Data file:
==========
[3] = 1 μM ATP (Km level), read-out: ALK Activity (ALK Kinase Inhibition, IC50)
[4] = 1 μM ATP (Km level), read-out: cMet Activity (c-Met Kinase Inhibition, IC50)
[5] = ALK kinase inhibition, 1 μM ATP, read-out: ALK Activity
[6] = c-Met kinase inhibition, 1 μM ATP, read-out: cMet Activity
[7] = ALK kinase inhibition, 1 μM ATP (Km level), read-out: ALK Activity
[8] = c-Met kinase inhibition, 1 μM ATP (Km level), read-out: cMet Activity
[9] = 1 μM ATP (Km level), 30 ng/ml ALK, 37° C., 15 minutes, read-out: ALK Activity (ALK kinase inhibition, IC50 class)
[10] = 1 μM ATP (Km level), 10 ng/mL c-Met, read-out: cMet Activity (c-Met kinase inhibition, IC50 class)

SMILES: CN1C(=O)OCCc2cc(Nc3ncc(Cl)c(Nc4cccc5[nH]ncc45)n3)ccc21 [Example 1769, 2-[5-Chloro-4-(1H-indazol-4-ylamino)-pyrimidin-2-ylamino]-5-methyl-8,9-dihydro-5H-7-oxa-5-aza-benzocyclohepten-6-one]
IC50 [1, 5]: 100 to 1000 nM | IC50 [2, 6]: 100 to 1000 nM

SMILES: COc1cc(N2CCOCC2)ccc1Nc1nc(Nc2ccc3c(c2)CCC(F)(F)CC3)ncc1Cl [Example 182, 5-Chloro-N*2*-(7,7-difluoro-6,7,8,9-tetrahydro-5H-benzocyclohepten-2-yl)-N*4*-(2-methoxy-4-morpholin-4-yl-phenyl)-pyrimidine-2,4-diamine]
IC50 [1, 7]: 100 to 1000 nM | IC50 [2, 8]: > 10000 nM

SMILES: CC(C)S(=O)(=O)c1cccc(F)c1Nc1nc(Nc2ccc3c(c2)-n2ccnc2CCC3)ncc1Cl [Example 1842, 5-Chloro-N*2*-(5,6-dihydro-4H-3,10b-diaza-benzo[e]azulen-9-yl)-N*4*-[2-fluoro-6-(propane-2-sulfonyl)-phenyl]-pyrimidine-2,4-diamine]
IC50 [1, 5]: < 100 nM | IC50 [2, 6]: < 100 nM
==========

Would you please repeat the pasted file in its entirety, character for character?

[3] = 1 μM ATP (Km level), read-out: ALK Activity (ALK Kinase Inhibition, IC50)
[4] = 1 μM ATP (Km level), read-out: cMet Activity (c-Met Kinase Inhibition, IC50)
[5] = ALK kinase inhibition, 1 μM ATP, read-out: ALK Activity
[6] = c-Met kinase inhibition, 1 μM ATP, read-out: cMet Activity
[7] = ALK kinase inhibition, 1 μM ATP (Km level), read-out: ALK Activity
[8] = c-Met kinase inhibition, 1 μM ATP (Km level), read-out: cMet Activity
[9] = 1 μM ATP (Km level), 30 ng/ml ALK, 37° C., 15 minutes, read-out: ALK Activity (ALK kinase inhibition, IC50 class)
[10] = 1 μM ATP (Km level), 10 ng/mL c-Met, read-out: cMet Activity (c-Met kinase inhibition, IC50 class)

SMILES: CN1C(=O)OCCc2cc(Nc3ncc(Cl)c(Nc4cccc5[nH]ncc45)n3)ccc21 [Example 1769, 2-[5-Chloro-4-(1H-indazol-4-ylamino)-pyrimidin-2-ylamino]-5-methyl-8,9-dihydro-5H-7-oxa-5-aza-benzocyclohepten-6-one]
IC50 [1, 5]: 100 to 1000 nM | IC50 [2, 6]: 100 to 1000 nM

SMILES: COc1cc(N2CCOCC2)ccc1Nc1nc(Nc2ccc3c(c2)CCC(F)(F)CC3)ncc1Cl [Example 182, 5-Chloro-N*2*-(7,7-difluoro-6,7,8,9-tetrahydro-5H-benzocyclohepten-2-yl)-N*4*-(2-methoxy-4-morpholin-4-yl-phenyl)-pyrimidine-2,4-diamine]
IC50 [1, 7]: 100 to 1000 nM | IC50 [2, 8]: > 10000 nM

SMILES: CC(C)S(=O)(=O)c1cccc(F)c1Nc1nc(Nc2ccc3c(c2)-n2ccnc2CCC3)ncc1Cl [Example 1842, 5-Chloro-N*2*-(5,6-dihydro-4H-3,10b-diaza-benzo[e]azulen-9-yl)-N*4*-[2-fluoro-6-(propane-2-sulfonyl)-phenyl]-pyrimidine-2,4-diamine]
IC50 [1, 5]: < 100 nM | IC50 [2, 6]: < 100 nM